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Without love science loses its humanity

· The Pope's Visit to the Catholic University of the Sacred Heart in Rome ·

Only love guarantees the human and noble nature of science, sheltering it from relativism which weakens thought and blurs ethical values. Benedict XVI stated this during his Visit to the Catholic University of the Sacred Heart in Rome, this morning, Thursday, 3 May, on the occasion of the 50th anniversary of the founding of the Faculty of Medicine and Surgery of Agostino Gemelli Polyclinic.

Speaking to the political, civil and religious authorities, as well as to the faculty, staff, students and patients, the Pope recalled the cultural and spiritual foundations which support study and teaching at the Catholic University. Destined to be the “place where educational relationships are set at the service of the person building a qualified scientific expertise”; a place where “the relationship of care is not a job but a mission” and where “the love of the Good Samaritan is the primary place of teaching and is the face of the suffering man, the Face of Christ himself”.

The lofty and demanding mission that the Pontiff described beginning with the assertion that “scientific research and the quest for meaning, even specific epistemological  and methodological features, pour from only one source, that Logos which presides over the work of creation and guides the intelligence of history”. Therefore we understand the need for “a culture of rediscovering the strength of meaning and the dynamism of the transcendent”: in short “decisively opening to the horizon of the quaerere Deum ”, beginning with the understanding that “the same impetus of scientific research  springs from missing God who lives in human hearts”.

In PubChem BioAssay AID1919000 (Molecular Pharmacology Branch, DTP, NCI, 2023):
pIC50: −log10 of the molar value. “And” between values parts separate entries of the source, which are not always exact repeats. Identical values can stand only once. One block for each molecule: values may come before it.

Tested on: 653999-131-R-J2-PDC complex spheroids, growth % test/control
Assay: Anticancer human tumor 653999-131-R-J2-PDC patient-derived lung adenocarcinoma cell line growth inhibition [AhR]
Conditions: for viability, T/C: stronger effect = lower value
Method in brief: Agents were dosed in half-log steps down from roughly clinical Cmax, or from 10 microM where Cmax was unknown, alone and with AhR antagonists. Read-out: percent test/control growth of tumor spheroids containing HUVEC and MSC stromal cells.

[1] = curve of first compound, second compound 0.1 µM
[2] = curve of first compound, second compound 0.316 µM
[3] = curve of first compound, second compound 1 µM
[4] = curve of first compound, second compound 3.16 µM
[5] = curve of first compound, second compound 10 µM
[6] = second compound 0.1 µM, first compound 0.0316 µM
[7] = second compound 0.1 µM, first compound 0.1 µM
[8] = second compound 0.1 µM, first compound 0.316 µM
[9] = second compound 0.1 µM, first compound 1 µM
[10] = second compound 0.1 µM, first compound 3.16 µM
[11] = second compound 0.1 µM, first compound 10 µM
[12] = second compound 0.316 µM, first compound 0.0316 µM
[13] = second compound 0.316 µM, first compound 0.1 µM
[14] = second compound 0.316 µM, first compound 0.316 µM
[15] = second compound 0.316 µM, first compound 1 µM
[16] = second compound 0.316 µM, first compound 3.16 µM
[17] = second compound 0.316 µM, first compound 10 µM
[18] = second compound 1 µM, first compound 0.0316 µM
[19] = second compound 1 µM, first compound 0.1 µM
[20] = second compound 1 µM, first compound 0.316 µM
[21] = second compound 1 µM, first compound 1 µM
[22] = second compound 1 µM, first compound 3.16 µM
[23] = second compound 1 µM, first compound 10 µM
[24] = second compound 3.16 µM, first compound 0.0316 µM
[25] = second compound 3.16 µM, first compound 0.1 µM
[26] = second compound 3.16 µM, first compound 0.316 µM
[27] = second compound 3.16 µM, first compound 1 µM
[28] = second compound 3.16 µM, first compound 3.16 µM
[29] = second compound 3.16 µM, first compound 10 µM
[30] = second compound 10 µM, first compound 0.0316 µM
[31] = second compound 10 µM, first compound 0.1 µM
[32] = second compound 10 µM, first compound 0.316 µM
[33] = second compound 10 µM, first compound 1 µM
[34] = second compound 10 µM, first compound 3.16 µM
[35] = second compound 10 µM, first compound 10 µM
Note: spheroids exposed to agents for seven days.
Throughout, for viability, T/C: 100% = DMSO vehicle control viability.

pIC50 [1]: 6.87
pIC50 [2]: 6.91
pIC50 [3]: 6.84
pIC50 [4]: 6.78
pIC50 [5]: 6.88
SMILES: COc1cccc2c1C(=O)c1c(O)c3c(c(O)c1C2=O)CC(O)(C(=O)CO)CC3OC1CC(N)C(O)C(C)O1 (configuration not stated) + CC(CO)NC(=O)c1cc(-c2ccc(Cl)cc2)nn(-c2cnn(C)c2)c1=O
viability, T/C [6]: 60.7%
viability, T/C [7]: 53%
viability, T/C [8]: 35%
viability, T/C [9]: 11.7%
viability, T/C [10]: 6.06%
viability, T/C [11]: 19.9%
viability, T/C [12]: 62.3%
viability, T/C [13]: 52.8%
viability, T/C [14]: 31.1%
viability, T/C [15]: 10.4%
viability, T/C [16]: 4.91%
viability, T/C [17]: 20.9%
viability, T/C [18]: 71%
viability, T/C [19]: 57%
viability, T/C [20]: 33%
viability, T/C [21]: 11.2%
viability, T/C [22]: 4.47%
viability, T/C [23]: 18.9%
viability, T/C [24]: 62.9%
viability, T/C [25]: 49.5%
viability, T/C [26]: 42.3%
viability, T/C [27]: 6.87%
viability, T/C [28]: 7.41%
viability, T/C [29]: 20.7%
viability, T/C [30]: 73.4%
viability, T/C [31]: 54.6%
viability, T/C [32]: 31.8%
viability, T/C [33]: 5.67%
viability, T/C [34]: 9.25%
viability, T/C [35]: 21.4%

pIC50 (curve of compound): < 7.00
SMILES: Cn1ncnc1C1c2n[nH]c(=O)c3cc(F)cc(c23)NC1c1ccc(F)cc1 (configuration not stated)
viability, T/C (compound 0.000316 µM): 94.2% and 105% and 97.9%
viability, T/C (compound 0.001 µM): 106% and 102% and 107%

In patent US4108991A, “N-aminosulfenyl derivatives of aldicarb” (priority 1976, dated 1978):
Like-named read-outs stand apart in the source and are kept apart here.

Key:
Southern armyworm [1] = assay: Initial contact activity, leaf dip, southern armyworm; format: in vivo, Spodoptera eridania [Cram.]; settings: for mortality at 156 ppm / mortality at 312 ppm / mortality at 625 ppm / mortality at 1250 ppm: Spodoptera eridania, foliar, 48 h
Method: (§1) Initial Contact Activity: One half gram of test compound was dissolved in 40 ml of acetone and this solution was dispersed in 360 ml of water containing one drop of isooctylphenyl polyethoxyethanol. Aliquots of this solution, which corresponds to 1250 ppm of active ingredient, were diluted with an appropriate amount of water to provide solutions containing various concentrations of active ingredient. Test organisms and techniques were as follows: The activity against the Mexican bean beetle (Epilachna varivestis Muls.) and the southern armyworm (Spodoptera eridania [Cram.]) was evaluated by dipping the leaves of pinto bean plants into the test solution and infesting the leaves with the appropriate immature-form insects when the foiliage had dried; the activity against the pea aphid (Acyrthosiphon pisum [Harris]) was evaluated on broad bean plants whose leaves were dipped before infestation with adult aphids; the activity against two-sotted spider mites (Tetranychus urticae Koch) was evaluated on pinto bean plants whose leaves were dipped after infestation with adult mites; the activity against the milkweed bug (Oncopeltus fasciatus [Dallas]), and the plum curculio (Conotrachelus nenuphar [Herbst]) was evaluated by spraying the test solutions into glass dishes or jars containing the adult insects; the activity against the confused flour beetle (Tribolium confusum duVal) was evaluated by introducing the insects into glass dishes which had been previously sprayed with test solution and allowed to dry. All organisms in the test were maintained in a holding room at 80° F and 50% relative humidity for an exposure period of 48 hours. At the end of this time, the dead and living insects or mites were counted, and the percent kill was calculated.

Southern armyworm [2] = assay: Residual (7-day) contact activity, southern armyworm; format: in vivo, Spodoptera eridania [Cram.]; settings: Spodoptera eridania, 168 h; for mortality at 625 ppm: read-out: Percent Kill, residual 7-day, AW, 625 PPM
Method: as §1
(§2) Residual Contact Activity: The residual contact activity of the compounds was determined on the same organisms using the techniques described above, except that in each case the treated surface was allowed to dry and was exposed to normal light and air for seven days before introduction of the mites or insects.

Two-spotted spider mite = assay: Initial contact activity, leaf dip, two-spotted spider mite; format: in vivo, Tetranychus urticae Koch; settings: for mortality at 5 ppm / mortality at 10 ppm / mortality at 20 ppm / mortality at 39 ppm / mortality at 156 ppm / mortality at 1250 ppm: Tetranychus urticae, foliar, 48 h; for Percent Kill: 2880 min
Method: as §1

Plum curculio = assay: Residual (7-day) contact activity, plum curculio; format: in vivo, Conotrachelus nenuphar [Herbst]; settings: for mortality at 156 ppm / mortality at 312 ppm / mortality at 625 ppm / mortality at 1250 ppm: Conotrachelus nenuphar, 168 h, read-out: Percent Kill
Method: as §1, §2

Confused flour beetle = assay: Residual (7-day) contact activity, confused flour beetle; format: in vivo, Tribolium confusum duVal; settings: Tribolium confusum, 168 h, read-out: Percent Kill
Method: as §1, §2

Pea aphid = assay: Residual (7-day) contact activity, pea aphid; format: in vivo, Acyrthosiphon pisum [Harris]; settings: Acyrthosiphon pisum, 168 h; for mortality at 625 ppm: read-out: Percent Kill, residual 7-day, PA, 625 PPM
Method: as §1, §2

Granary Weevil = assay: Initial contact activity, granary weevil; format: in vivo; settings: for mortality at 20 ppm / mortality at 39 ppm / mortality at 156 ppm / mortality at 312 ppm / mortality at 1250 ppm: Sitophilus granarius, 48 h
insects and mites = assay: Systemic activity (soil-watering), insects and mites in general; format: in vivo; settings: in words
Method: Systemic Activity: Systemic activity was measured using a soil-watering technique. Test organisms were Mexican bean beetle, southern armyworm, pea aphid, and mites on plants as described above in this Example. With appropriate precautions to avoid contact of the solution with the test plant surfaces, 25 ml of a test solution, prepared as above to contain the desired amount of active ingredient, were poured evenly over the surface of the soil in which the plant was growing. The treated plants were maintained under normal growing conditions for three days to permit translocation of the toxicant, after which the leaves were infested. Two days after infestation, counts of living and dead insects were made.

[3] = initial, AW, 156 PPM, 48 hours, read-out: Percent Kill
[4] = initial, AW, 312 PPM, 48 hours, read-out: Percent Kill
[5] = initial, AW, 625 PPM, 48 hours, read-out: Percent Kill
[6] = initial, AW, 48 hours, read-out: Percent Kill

To restore to reason its integral dimension, science and faith must recover their “fruitful cooperative nature” and thus become the two “wings” from which research finds impetus and momentum. A particularly urgent task today, especially in order to avoid academic formation closing to the transcendent dimension and leaving space for a merely productivist and utilitarian horizon”. Faith looks inward, neither overlapping nor juxtaposing itself, to discerning research and tenacious  knowledge”.

In this sense, the Catholic Faculty of Medicine, Benedict XVI recalled in conclusion, is called to be a “place where transcendent humanism is not  a rhetorical slogan but a rule lived with daily dedication”.

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